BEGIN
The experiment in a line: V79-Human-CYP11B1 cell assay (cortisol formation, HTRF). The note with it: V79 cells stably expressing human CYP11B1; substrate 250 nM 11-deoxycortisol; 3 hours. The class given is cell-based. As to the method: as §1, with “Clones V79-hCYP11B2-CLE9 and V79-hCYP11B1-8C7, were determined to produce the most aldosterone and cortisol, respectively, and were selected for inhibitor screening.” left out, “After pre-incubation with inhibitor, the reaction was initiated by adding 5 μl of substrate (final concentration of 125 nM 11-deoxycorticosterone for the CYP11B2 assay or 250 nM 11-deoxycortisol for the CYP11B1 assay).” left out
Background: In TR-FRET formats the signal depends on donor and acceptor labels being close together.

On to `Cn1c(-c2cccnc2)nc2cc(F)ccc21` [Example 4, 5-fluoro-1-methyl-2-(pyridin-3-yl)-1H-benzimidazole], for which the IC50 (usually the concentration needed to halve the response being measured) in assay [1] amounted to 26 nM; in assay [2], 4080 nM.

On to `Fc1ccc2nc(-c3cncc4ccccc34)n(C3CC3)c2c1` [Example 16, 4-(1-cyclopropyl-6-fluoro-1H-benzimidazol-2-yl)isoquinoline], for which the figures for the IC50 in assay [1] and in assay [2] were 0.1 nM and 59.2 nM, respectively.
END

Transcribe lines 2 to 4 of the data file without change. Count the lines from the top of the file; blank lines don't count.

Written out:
Background: In TR-FRET formats the signal depends on donor and acceptor labels being close together.

On to `Cn1c(-c2cccnc2)nc2cc(F)ccc21` [Example 4, 5-fluoro-1-methyl-2-(pyridin-3-yl)-1H-benzimidazole], for which the IC50 (usually the concentration needed to halve the response being measured) in assay [1] amounted to 26 nM; in assay [2], 4080 nM.

On to `Fc1ccc2nc(-c3cncc4ccccc34)n(C3CC3)c2c1` [Example 16, 4-(1-cyclopropyl-6-fluoro-1H-benzimidazol-2-yl)isoquinoline], for which the figures for the IC50 in assay [1] and in assay [2] were 0.1 nM and 59.2 nM, respectively.